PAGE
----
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Lion's head FA Staunton State Park

Original Post
Rowan Neri · · Golden, CO · Joined Oct 2016 · Points: 5

Does anyone know of anyone working on this? I know the approach is far but I am so curious about this rock face and if any established routes exist yet. I'd like to train to get there fast (bike and trail run) and work it with some more experienced partner.

Monty · · Golden, CO · Joined Mar 2006 · Points: 3,300

Hi Rowan, there are routes that have been climbed on Lions Head.  Most of these routes were climbed in the 70's-90s before the land was donated to Colorado State Parks.  Since the climbers were trespassing, none of the routes were documented.  I would assume that if the route is fairly obvious (i.e. climbs a continuous natural weakness) then it has probably been climbed.  With that being said, there are no "modern routes" on the formation and it is unclear if the park would actually permit bolts on the formation or not.  

It's a beautiful face and I'm a bit embarrassed that I haven't gone out to explore it yet.  Let me know if you get out there and I will add your route to the guide.  Keep in mind that the formation is closed for active raptor nesting from Feb 1 to Aug 1.

Ryan Dresser · · Ft Collins, CO · Joined Mar 2017 · Points: 40

Hey there Rowan. I like far approaches and hard work. We could go take a look before the raptor nesting. If not, im in the Evergreen area a lot in the spring/summer. Keep me in mind...

Hangdawgrob · · Golden · Joined Dec 2014 · Points: 0

I would love to check it out sometime with you, Dave! 

Rowan Neri · · Golden, CO · Joined Oct 2016 · Points: 5

Thanks for the info Monty. Cool to hear you're working on a guide as well.

I will hit you guys up for scouting it out.

Tim Stich · · Colorado Springs, Colorado · Joined Jan 2001 · Points: 1,482

Hit that face, Rowan, and you can just put FA: unknown if you find pitons and such on the route. I've always wanted to see what some ratings for lines there might be.

When I lived in Denver, I used to love going to Mt. Thor in Golden Gate State Park. It's also a bit remote and seldom visited, but with at least one older guide book. 

Abbott Abbott · · Unknown Hometown · Joined Oct 2017 · Points: 0

almost as fun as gym climbing, ​5.9, 5 pitches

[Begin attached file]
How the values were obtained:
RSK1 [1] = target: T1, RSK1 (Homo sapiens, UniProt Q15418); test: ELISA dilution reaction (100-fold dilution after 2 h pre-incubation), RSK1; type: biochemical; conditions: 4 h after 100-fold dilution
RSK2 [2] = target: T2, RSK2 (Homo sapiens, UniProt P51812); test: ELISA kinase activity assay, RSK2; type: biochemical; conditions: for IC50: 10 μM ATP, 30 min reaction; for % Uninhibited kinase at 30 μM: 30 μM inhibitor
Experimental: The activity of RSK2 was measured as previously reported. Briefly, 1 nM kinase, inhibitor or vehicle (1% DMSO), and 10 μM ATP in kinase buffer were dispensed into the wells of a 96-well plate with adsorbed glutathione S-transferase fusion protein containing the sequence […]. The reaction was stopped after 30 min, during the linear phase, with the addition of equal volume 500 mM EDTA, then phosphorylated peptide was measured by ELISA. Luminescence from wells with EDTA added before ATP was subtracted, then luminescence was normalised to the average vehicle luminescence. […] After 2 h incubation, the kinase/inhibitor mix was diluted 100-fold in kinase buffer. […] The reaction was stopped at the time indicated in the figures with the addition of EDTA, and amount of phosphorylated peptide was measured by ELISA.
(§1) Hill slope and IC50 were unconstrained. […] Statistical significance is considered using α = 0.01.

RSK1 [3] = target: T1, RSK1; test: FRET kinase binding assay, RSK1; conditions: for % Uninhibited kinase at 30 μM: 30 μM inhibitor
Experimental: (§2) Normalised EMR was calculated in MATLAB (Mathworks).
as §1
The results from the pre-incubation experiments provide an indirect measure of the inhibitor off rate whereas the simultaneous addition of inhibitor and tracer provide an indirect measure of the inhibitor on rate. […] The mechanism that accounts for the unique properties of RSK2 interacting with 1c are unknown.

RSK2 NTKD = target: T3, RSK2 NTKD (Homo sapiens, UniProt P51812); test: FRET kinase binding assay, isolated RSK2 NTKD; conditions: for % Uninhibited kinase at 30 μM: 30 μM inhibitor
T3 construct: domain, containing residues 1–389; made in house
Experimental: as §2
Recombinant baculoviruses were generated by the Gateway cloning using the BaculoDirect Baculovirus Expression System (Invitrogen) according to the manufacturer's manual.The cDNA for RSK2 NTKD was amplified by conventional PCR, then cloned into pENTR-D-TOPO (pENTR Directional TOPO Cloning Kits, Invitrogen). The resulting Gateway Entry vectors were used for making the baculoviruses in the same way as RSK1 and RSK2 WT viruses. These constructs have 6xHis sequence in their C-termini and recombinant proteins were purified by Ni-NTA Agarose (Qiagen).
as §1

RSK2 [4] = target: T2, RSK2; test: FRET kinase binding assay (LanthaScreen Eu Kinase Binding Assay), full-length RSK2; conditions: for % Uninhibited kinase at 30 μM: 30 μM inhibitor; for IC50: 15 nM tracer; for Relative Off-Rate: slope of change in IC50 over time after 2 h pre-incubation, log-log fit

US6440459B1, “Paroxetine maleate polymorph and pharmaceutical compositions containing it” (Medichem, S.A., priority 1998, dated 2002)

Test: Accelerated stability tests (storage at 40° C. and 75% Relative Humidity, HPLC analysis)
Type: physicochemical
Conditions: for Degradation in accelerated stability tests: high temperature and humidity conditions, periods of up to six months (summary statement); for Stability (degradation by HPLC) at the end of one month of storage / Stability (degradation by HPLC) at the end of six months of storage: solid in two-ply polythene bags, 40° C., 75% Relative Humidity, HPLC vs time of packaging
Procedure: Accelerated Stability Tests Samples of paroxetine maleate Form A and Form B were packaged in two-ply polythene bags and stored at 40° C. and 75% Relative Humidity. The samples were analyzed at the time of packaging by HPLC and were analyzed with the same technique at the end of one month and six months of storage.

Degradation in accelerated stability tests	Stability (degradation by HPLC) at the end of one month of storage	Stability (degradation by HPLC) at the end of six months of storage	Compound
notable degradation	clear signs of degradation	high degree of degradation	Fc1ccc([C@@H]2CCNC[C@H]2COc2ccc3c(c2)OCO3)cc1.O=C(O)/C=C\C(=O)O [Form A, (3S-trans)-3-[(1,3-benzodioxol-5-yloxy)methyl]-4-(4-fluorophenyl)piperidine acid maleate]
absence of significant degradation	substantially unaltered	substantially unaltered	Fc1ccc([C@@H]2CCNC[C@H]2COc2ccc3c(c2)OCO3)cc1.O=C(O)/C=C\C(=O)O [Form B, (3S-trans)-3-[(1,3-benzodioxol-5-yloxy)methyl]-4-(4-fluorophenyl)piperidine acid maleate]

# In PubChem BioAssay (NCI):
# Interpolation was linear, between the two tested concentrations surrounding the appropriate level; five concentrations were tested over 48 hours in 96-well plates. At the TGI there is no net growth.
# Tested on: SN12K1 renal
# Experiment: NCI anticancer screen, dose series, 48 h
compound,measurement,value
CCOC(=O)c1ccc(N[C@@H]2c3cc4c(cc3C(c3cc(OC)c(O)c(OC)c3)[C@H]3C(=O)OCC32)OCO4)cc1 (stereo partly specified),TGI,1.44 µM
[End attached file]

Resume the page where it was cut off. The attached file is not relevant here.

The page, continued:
FA: Abbott, 2020
  • A pleasant and simple journey up the face visible from the trail. Start at the right facing continue up the singular hand crack. Very easy protectable. The final two slab pitches have natural rock pitons. Some sort of bird I've never encountered has made nests resembling bolts and chains at convenient locations dividing up the pitches. I'm not sure how these birds are able to peck into the rock so well, but I trusted the nests enough to clip into them, especially considering all 5 are placed at standing ledges. These birds (rockpeckers I call them), must also like some solid ground to lounge on. I think I might have seen a couple very slowly flying up the face above us, using the rock for stabilization. They are human sized and shaped, with plumage that I believe Patagonia bases their jackets on. 

With the natural pitons, surprisingly solid rockpecker nests to use as belay anchors, and a few bolt shaped holes eroded into the rock by rainfall, I didn't need to place any permanent protection. A very enjoyable route that I am surprised has not been climbed before. There were two groups that started climbing behind me who had the same idea, and I was lucky to get the FA before they did.

Show quoted text
Jim Turner · · Lakewood, CO · Joined Jun 2012 · Points: 300
Abbott Abbott wrote:
almost as fun as gym climbing, 5.9, 5 pitches

FA: Abbott, 2020
  • A pleasant and simple journey up the face visible from the trail. Start at the right facing continue up the singular hand crack. Very easy protectable. The final two slab pitches have natural rock pitons. Some sort of bird I've never encountered has made nests resembling bolts and chains at convenient locations dividing up the pitches. I'm not sure how these birds are able to peck into the rock so well, but I trusted the nests enough to clip into them, especially considering all 5 are placed at standing ledges. These birds (rockpeckers I call them), must also like some solid ground to lounge on. I think I might have seen a couple very slowly flying up the face above us, using the rock for stabilization. They are human sized and shaped, with plumage that I believe Patagonia bases their jackets on. 

With the natural pitons, surprisingly solid rockpecker nests to use as belay anchors, and a few bolt shaped holes eroded into the rock by rainfall, I didn't need to place any permanent protection. A very enjoyable route that I am surprised has not been climbed before. There were two groups that started climbing behind me who had the same idea, and I was lucky to get the FA before they did.

Show quoted text

FA in 2020...

Abbott Abbott · · Unknown Hometown · Joined Oct 2017 · Points: 0

My bad. Dates are hard. Lousy Smarch weather messing with me.

Jeremy Bentham · · London, England · Joined Sep 2018 · Points: 0
Abbott Abbott wrote: My bad. Dates are hard. Lousy Smarch weather messing with me.

Could you add your route to the designated MP page and include the line in a photo-topo? That would greatly contribute to our collective happiness.

Guideline #1: Don't be a jerk.

Colorado
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